SHANGHAI – Australia’s Blake Windred matched the lowest round in the history of the Asia-Pacific Amateur Championship (AAC) with a nine-under-par 63 in the opening round at Sheshan International Golf Club on Thursday to open a two-stroke advantage on top of the leader board.
Playing in the afternoon in perfect conditions, the 21-year-old from Newcastle finished with four consecutive birdies in a bogey-free round that matched the nine-under-par effort of Japan’s Kenta Konishi in the final round of the 2012 AAC at Amata Spring Country Club in Thailand.
Windred, ranked No. 11 in the World Amateur Golf Rankings (WAGR), made four birdies from his second to seventh holes, then added just one more over the next seven holes before his final flourish left the field in its wake.
“I just did not want it to end. I was just enjoying it so much and I’m just shattered it’s ended,” said Windred, who had never shot a 63 before.
“Very pleased with the way I played. I think I kind of ticked every goal I had set, so that’s always good. I felt like I executed every shot pretty much down the stretch. I didn’t even realize I birdied the last four until I signed the scorecard.
“The first nine, I kind of struggled getting the pace. I just felt like I could have rolled in a few more. I’m so happy I stayed patient and didn’t start to force it because I knew I had the lines. I was hitting fairways. So, there was always an opportunity to make some down the stretch.”
Windred had made plans of turning professional after the championship, but will put that decision on hold if he does hold aloft the trophy on Sunday.
“If I was to win, I would definitely be playing the majors (2020 Masters and The Open). But it’s just the first quarter. It’s a great start, but yeah, we’ve still got three rounds to go,” he added.
“I guess (winning this) is something that I’ve practiced very hard for, like everyone else. I’ve been working extremely hard on every aspect of my game, and the goal is to win this week. There’s no sugarcoating it; I need to win and that’s it. There’s no other option.
“I’m not going to get ahead of myself, but at the same time, why not embrace all that other stuff and just keep it going. Make a few more birdies tomorrow hopefully.”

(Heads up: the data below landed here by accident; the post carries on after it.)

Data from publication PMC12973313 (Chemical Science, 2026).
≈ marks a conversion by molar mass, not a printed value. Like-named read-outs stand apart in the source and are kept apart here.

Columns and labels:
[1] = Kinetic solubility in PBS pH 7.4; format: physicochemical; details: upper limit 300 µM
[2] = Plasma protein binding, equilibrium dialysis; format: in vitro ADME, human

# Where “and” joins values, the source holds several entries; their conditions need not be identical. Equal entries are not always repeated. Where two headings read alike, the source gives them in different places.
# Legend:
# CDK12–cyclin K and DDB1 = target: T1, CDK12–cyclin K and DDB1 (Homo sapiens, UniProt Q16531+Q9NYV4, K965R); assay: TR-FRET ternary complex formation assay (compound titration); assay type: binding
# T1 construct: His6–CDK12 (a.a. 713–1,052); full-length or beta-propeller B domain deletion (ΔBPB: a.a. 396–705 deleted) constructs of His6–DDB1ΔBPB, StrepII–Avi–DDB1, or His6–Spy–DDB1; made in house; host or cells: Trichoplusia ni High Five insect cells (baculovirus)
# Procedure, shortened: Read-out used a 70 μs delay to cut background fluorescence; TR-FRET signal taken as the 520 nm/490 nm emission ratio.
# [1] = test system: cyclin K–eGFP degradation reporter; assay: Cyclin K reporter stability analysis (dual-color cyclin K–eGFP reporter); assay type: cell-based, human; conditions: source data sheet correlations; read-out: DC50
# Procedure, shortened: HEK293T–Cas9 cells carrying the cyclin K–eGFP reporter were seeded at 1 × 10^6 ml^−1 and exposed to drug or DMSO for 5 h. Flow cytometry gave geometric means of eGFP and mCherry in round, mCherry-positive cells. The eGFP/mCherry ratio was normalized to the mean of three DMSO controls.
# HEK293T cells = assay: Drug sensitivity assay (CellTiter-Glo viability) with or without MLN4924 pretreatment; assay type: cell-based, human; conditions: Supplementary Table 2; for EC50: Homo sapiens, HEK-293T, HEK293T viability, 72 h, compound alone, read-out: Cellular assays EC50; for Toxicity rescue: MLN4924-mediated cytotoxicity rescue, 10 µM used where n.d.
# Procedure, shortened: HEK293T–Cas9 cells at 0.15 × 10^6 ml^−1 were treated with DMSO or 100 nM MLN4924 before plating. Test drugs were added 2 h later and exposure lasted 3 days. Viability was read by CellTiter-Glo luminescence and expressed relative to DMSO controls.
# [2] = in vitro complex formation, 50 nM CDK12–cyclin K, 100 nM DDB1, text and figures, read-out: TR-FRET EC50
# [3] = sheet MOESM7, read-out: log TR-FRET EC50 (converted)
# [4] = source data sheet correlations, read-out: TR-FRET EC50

Korea’s Junhong Park, playing his first AAC, showed no signs of nerves as he too turned in a bogey-free round, shooting a seven-under-par 65.
A late starter in the game, Park is ranked 1,148th in the world and received a late invitation to the tournament. But he made it count with three birdies on his front nine, and four coming on the back.
“The key to my round was the driver. I hit the driver very well in the practice rounds and I did that again today,” said Park.
“You can do well in this golf course if you keep the ball out of the rough. I did get into trouble on a couple of holes, but I chipped and putted well there to make pars.”
There was a seven-way tie for third place at four-under-par 68, a group that included 2017 champion Yuxin Lin of China. Also placed alongside him were Jun Min Lee (Korea), Ren Yonezawa (Japan), Shuai Ming Wong (Hong Kong, China), Ervin Chang (Malaysia), Yung-Hua Liu (Chinese Taipei, China) and Enhua Liu (China).
Lin did not have the strongest start and was one over after three holes after making bogeys on the 10th and 12th holes.
“I just tried to remain patient. I had anger issues when I was younger and I have tried very hard to keep an even keel on the course. I thought I played pretty well after that and to start with a four under par is good,” he added.
Defending champion Takumi Kanaya of Japan, who rose to WAGR No. 1 when the new rankings was released on Wednesday, slipped to T-24 place after two late bogeys in an even-par 72 round.